Pakistan's new Prime Minister Imran Khan has written a letter to his Indian counterpart Narendra Modi, the Foreign Office said here Thursday, seeking to re-start the bilateral talks on key issues "challenging the relationship" including on terrorism and Kashmir.
Pakistan’s new Prime Minister Imran Khan has written a letter to his Indian counterpart Narendra Modi, the Foreign Office said here Thursday, seeking to re-start the bilateral talks on key issues “challenging the relationship” including on terrorism and Kashmir. In the letter dated September 14, the cricketer-turned-politician, who became the prime minister last month, proposed a meeting between Foreign Minister Shah Mehmood Qureshi and his Indian counterpart Sushma Swaraj on the sidelines of the UN General Assembly in New York this month.
“Building on the mutual desire for peace between our two countries, I wish to propose a meeting between Foreign Minister Makhdoom Shah Mahmood Qureshi and External Affairs Minister Sushma Swaraj, before the informal meeting of the SAARC foreign ministers at the sidelines of the upcoming UN General Assembly in New York,” Khan wrote. Pakistan and India have an “undeniably challenging relationship”, he said, while responding to Modi’s letter to him on August 18. In the letter to Khan, Modi conveyed India’s commitment to pursue “meaningful” and “constructive” engagement with Pakistan and emphasising the need to work for a terror-free South Asia.
Pakistan’s Ministry of Foreign Affairs’ Spokesperson Mohammad Faisal said on Twitter: “PM (Imran Khan) has responded to PM Modi, in a positive spirit, reciprocating his sentiments. Let’s talk and resolve all issues. We await formal response from India”. In the letter to Modi, Khan wrote: “We, however, owe it to our peoples, especially the future generations, to peacefully resolve all outstanding issues, including the Jammu and Kashmir dispute, to bridge differences and achieve a mutually beneficial outcome”.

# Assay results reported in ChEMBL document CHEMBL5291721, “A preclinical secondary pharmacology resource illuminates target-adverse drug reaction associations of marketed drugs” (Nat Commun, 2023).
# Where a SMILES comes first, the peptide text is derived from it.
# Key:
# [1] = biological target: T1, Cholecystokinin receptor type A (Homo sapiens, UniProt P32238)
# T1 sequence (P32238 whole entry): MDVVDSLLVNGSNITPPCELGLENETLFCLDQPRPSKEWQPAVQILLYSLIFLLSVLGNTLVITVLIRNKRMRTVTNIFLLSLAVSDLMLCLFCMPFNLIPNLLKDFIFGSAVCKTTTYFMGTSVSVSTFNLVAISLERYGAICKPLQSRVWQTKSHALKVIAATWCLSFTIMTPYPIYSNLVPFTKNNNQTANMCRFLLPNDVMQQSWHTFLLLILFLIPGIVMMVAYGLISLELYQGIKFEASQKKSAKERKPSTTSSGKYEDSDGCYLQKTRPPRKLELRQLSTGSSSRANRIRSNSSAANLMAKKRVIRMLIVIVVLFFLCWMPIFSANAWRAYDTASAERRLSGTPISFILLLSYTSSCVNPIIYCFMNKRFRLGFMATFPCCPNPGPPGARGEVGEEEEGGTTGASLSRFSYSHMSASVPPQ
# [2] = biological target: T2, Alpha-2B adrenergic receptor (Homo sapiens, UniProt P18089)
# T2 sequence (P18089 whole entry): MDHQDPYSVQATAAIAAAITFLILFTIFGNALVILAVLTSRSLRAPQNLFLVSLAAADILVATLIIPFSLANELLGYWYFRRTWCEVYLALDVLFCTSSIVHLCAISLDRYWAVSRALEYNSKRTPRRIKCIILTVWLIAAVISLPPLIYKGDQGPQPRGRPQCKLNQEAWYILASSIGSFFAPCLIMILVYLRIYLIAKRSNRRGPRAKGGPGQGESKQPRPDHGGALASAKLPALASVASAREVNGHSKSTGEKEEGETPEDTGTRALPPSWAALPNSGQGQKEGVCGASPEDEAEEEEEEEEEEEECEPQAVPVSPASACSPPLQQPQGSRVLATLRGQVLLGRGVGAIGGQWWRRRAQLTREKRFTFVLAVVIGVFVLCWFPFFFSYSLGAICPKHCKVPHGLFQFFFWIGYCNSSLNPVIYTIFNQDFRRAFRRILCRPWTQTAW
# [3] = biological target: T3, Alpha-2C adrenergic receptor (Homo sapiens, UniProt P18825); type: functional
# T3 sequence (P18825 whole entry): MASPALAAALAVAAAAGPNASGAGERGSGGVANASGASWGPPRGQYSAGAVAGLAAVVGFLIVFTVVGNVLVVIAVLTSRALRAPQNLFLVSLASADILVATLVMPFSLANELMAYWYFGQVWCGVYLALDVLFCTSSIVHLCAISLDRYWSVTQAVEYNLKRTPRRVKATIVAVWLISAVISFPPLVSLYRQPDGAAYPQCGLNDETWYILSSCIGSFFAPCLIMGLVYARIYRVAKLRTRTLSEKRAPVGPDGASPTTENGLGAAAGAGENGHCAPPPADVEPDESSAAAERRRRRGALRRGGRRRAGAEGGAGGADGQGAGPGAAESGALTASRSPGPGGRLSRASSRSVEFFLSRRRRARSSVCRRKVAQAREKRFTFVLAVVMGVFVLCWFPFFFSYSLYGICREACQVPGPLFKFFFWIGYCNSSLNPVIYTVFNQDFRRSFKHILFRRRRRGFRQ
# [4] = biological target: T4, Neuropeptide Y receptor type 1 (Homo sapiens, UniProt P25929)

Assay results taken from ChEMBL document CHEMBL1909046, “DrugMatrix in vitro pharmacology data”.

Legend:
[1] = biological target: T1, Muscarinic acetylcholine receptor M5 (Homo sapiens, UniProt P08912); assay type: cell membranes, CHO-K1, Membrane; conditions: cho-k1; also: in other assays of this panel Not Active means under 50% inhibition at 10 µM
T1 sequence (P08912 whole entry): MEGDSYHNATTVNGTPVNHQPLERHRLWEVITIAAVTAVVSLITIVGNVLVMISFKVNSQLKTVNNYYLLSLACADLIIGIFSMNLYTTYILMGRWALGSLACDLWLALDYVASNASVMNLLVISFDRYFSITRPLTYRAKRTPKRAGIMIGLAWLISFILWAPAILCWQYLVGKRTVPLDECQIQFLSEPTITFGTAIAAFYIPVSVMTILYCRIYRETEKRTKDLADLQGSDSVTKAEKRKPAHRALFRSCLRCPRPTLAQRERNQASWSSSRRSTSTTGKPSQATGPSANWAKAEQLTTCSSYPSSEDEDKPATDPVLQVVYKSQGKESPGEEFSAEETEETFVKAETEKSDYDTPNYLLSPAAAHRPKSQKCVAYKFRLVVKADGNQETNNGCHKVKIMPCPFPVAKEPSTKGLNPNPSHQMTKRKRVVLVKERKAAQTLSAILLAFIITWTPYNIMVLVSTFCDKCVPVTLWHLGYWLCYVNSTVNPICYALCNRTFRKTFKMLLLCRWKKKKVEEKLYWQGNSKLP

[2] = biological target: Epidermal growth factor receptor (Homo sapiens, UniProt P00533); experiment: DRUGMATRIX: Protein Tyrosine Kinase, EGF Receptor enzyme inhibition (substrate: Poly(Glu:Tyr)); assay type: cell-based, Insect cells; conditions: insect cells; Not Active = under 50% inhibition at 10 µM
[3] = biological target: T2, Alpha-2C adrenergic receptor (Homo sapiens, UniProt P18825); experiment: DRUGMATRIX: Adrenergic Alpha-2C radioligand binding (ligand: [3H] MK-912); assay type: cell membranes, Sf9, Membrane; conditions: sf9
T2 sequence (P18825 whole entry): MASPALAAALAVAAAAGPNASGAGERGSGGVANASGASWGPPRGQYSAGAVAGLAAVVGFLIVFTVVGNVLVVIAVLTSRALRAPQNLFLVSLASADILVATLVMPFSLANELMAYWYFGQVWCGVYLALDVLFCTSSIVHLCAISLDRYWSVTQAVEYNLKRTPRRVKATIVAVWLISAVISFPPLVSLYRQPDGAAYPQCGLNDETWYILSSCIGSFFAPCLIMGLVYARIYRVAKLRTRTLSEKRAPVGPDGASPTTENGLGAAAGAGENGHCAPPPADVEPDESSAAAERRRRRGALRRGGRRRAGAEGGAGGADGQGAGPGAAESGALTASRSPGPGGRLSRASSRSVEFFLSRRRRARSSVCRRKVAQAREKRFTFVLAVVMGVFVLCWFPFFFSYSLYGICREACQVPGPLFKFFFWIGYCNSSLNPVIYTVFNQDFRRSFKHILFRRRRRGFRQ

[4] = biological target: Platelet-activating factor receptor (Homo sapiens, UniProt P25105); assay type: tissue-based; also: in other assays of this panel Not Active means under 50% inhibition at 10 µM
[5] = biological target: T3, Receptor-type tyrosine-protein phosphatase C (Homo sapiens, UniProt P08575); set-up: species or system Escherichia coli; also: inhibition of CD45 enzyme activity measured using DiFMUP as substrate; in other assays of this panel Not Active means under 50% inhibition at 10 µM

The Pakistan Tehreek-e-Insaf (PTI) chief thanked Prime Minister Modi for his “warm greetings” and best wishes on his assumption of charge as the Prime Minister of Pakistan. The two ministers (Qureshi and Swaraj) could explore the way forward, Khan said, adding that the SAARC Summit in Islamabad “will offer an opportunity for you to visit Pakistan and for us to re-start the stalled dialogue process”.
He also mentioned that India’s former prime minister Atal Bihari Vajpayee contributed to make a positive change in relations between India and Pakistan. It is at least for the third time when Khan proposed a formal dialogue with India after winning the elections. First he made the proposal in his victory speech in July followed by the first-ever address to the nation after taking oath in August.
Ties between India and Pakistan nose-dived following a spate of terror attacks on Indian military bases by Pakistan based terror groups since January 2016. Following the strikes, India announced it will not engage in talks with Pakistan, saying terror and talks cannot go hand-in-hand. Amid heightened tension with Pakistan over Uri terror attack in which 18 soldiers were killed, India had pulled out of the SAARC Summit to be held in Islamabad in November, 2016. The summit was called off after Bangladesh, Bhutan and Afghanistan also declined to participate in the meet.